Homeland Security Secretary Kristjen Nielsen speaks before the US House Judiciary Committe on December 20, 2018. (Photo: AP)
Immigrants seeking asylum along the southwest border will no longer be released into the US while their cases play out, the Trump administration said on Thursday, forcing them instead to wait in Mexico in one of the most significant moves on immigration since the president took office.
“They will not be able to disappear into the United States,” Homeland Security Secretary Kristjen Nielsen said on Thursday in remarks before the House Judiciary Committee. “They will have to wait for approval. If they are granted asylum by a US judge, they will be welcomed into America. If they are not, they will be removed to their home countries.”
The new policy covers immigrants apprehended at border entry points, those who have been interviewed by US immigration authorities and those who have received an immigration court date. It does not apply children traveling alone or to Mexican nationals making asylum claims.
Asylum seekers typically wait years on average before their cases are resolved, allowing them to put down roots in the US while they wait. Many are fitted with electronic ankle monitors and are allowed to work
Critics say the immigrants are gaming the system. Only about 9 percent of those who apply are actually granted asylum, and administration officials have long said too many migrants make false claims as a way to stay in the US.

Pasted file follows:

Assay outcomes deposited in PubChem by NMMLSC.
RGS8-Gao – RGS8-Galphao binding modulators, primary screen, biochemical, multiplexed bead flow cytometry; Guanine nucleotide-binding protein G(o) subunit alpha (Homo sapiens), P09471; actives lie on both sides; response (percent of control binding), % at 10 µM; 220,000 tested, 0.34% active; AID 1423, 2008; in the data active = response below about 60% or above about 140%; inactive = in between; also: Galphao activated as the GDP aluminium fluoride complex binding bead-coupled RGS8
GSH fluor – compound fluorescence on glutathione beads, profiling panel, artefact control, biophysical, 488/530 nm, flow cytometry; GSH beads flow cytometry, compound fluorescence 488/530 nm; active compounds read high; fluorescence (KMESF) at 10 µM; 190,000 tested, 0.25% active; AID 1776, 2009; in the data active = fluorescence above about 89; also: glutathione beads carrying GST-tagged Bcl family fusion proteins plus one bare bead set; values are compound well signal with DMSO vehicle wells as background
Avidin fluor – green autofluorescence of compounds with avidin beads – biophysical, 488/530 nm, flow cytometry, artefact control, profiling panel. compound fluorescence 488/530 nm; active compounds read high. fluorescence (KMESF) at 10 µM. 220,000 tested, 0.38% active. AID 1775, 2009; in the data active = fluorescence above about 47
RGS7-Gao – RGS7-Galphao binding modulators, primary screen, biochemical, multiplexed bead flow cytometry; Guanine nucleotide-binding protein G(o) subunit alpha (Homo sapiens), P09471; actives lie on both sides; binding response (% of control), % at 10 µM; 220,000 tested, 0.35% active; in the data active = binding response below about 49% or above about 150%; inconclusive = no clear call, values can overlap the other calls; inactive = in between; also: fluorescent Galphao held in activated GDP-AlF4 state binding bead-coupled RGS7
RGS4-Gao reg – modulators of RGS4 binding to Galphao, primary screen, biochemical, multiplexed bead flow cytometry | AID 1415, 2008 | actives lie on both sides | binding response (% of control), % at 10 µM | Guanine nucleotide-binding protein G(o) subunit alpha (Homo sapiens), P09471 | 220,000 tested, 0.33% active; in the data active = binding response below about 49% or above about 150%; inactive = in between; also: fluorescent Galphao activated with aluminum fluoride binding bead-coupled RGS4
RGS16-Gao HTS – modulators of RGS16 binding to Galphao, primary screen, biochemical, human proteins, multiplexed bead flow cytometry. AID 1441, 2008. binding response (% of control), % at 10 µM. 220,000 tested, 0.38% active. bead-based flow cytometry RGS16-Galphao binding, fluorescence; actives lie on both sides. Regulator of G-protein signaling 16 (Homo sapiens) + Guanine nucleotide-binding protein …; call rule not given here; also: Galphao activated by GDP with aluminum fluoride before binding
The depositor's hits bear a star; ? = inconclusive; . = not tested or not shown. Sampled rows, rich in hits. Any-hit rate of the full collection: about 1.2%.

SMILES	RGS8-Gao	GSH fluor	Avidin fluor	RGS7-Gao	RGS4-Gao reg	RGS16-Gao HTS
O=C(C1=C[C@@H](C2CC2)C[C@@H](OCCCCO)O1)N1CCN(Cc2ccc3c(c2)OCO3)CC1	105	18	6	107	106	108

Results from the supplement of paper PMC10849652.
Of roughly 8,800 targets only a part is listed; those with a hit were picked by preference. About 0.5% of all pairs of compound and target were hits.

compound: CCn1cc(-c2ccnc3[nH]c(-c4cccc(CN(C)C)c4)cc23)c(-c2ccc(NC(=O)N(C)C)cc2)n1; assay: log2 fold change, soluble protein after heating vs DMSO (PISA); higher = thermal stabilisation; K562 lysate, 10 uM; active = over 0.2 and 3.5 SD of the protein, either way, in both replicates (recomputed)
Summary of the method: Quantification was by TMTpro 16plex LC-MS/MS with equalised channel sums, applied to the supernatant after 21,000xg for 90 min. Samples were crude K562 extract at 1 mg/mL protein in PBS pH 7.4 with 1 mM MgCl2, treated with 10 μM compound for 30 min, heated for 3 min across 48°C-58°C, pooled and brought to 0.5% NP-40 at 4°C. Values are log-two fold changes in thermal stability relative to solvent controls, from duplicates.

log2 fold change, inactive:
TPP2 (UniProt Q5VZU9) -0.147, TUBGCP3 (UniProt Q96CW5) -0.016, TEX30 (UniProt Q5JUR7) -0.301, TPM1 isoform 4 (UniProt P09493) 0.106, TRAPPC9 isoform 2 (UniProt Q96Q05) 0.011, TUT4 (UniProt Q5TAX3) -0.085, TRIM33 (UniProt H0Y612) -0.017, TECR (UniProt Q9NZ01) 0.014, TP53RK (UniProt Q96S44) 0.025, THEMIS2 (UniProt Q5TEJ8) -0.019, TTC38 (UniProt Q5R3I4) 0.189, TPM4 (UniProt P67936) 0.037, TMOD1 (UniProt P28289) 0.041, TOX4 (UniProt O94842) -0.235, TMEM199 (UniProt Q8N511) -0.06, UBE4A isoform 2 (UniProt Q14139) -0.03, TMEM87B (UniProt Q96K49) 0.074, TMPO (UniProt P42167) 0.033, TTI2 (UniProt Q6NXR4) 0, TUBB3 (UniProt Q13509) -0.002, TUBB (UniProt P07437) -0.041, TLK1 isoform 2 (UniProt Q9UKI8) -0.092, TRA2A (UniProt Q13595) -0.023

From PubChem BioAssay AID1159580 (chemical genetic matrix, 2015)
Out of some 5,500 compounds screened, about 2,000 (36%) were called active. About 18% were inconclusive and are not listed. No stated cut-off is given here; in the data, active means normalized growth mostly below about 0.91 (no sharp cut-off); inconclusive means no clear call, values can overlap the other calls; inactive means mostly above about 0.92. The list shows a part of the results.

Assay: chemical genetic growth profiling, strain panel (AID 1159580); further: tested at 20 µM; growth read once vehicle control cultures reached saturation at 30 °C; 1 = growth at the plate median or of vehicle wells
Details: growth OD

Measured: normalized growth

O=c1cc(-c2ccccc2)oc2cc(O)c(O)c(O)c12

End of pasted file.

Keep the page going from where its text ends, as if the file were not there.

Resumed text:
Discussions between US and Mexico to hammer out the arrangement began well before Mexico’s new president, Manuel Lopez Obrador, took office on Dec. 1. On Thursday, the Mexican foreign ministry said Mexico had agreed to the policy on a temporary basis for humanitarian reasons.
Many details have not been worked out or disclosed. US officials said the changes will be rolled out gradually across the border. Mexican officials will allow the waiting migrants to work and travel.
Homeland Security officials said the Mexican government will allow asylum seekers access to US immigration lawyers, but it was unclear where attorneys and their clients would meet.
Some parts of northern Mexico, particularly across the Rio Grande from Texas, are considered very dangerous due to violence and drug trafficking. The US State Department has warned American citizens not to travel to the Mexican state of Tamaulipas, which borders the Texas cities of McAllen and Brownsville.